Having a few hours of daylight left we decided to go check out the nearby town of Oban, which neither of us had ever been to. There we discovered a pretty little fishing town with a waterfront promenade, a crazy colosseum-like structure called McCaig’s Tower and rightfully nicknamed McCaig’s Folly, lots of ducks to spit on and lots of old ladies to disapprove of us doing so, and a Tesco supermarket with the most shocking car park in the world.
When we got back to Tralee bay with provisions of beer and whisky, we still had a little while to go and check out the little beach before it got dark. On the way there, we ran into a playground with a foofy slide where Benji finally had the opportunity to discover the joys of childhood other than candy and video games. I have pictorial evidence of this!
We spend the rest of the evening drinking whisky and leffes, chilling and talking in our caravan, yo!

The next day started off easier from the driving point of view, as we headed off early on Sunday morning. It was drizzling and the hills were wrapped in clouds. After we crossed on the Corran ferry, the mist started to lift and reveal beautiful countryside. We took some toursity breaks on the drive to the next ferry crossing which ended up being a huge mistake. When the road changed into a single track with passing places, we realised we might not make it in time for the ferry departure. It was hard to speed up on that road as one could run into oncoming traffic behind any odd hill and if the road happened to be straight, there were weasels promptly crossing the road to make the task more impossible. As we neared the terminal the traffic off the ferry slowed us a little bit more and we arrived to the slipway when the goddamned ferry was about 2 meters off the shore! Next crossing in two hours time!

A friendly lady from the refreshments stall gave us advice on how to spend the time and sent us up the old Drumnin road which supposedly goes all the way to Mull underwater. (Which we considered as an alternative way of getting there, with 0 excess and all, our liability reduction waiver never listed underwater driving not being covered.) We drove along the coast with a pretty view of Mull that had evaded us, but the sky was blue and cloudless by that point and everyone’s mood was improving. We found the wishing stone that the lady had mentioned and we made wishes before climbing through the hole, the way it’s meant to be done!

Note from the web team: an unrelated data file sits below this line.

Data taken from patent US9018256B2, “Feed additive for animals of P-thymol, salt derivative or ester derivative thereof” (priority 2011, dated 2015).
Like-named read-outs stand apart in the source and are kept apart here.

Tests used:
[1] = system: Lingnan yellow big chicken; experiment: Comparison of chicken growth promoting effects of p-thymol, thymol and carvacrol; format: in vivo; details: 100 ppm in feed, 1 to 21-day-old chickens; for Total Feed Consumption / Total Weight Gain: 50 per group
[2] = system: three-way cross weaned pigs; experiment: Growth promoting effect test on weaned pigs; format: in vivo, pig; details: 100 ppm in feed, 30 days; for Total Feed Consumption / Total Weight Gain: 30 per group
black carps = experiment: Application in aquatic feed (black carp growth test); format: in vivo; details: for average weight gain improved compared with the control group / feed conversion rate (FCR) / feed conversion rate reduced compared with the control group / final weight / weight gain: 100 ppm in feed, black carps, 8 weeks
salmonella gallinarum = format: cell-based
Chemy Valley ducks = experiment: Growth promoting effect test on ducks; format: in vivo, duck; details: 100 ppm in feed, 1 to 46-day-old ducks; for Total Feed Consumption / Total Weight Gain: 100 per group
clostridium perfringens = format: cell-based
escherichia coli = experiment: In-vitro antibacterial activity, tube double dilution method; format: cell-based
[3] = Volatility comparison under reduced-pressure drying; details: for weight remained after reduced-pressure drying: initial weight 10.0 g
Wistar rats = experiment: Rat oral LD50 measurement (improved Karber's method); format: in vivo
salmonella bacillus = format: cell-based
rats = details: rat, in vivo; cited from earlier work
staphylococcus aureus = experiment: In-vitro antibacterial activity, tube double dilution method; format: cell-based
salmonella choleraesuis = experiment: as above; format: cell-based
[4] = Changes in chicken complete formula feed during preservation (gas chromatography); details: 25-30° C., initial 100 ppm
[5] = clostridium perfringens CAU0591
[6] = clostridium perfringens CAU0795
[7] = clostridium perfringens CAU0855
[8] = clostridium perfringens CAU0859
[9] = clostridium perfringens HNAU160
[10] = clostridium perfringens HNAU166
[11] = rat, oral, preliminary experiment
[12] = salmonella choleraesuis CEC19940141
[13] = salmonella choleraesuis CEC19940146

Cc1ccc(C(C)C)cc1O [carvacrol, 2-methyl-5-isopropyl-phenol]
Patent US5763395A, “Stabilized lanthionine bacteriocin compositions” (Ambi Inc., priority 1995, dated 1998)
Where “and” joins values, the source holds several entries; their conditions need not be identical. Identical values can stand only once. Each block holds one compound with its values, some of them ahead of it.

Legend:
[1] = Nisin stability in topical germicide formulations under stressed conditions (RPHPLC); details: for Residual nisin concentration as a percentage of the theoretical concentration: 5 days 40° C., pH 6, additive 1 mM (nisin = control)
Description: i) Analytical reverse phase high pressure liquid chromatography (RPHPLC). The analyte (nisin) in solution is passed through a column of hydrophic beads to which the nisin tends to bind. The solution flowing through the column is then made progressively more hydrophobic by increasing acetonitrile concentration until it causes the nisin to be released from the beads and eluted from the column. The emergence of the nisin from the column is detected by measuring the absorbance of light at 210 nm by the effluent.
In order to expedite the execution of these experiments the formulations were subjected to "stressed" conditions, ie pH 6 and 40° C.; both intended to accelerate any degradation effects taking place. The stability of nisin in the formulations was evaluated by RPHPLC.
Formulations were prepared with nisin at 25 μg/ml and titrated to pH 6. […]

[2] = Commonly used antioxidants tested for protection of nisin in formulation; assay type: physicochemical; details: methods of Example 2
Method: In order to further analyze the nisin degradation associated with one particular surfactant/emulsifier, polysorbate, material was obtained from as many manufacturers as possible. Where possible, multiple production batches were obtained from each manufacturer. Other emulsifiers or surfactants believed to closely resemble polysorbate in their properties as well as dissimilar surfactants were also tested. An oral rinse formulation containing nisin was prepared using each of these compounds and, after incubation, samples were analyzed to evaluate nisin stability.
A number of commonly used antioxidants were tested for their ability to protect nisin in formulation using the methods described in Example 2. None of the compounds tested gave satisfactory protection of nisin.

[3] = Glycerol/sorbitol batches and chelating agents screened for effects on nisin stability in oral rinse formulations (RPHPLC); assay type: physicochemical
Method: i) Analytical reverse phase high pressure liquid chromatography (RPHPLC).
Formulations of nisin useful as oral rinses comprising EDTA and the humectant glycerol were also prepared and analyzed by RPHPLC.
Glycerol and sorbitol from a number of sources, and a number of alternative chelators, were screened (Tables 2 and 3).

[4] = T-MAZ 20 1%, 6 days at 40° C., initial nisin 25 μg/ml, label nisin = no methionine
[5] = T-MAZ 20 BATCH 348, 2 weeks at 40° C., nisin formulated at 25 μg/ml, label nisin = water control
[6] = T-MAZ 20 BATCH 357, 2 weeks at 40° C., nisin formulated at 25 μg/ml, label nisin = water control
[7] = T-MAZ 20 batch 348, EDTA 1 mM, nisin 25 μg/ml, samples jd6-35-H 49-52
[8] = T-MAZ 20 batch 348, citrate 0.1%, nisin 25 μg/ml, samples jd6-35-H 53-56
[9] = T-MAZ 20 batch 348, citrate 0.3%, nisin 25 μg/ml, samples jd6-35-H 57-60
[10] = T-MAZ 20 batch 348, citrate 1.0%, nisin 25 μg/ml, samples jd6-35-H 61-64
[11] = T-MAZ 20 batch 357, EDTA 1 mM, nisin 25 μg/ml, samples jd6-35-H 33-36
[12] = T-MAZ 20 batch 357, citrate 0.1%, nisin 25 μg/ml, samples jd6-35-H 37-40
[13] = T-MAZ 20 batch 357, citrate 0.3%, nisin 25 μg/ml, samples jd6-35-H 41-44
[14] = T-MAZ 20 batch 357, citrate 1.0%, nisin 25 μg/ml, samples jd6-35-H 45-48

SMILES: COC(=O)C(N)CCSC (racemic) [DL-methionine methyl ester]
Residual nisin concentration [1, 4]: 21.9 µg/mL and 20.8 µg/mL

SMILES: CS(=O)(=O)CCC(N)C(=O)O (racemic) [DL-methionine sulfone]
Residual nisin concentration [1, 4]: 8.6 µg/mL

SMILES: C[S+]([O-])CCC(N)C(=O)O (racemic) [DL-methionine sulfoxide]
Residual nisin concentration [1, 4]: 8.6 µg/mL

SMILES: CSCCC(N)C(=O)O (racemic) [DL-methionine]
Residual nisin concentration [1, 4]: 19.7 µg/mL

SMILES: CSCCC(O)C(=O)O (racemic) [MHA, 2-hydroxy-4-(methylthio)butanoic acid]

We finally crossed over to Mull and decided to take the low road, as Benji has not been down there with his parents. The plan was to see what happens and we ran into a sign for Duart castle, so we spontaneously went for it. It was a pretty location for a castle, with an underwater wreck of HMS Swan nearby. In the boggy area under the castle I managed to get my gay shoes wet. The only time I didn’t wear gumboots on an outing and this was what happened, dammit! It was nice and sunny otherwise.

Since we’d missed the “Last eating place for the next 27 miles” sign in Craignure, we pushed ahead and tried to look for a restaurant, to no avail. The hills were beautiful but when we finally got to the loch (about 26 miles from Craignure) we had to turn back to the wish of the majority (or more like people that expressed the wish, as there might have been four of us wanting to push on). That has left the isle of Iona and its famous abbey on our TO DO list.
Craignure Inn had amazing food though. I was hesitating for a long time but eventually decided to go for fish stew which was exceptionally yummy!

After that we pressed on! We took an earlier ferry back and made it just in time for the small Corran one this time. That way, we managed to see Glencoe before it got completely dark. The drive back started to be tiring somewhere along the Bonnie (but windie) Banks of Loch Lomond and after we hit the motorway a few gay signposts and missed turns didn’t help, but we saw some real life police action on Erskine Bridge, where a suicidal fellow on the phone was standing on the edge. Eventually we made it back safe and sound and before the hour of ghosts to the open arms of Claivid and Hellipp.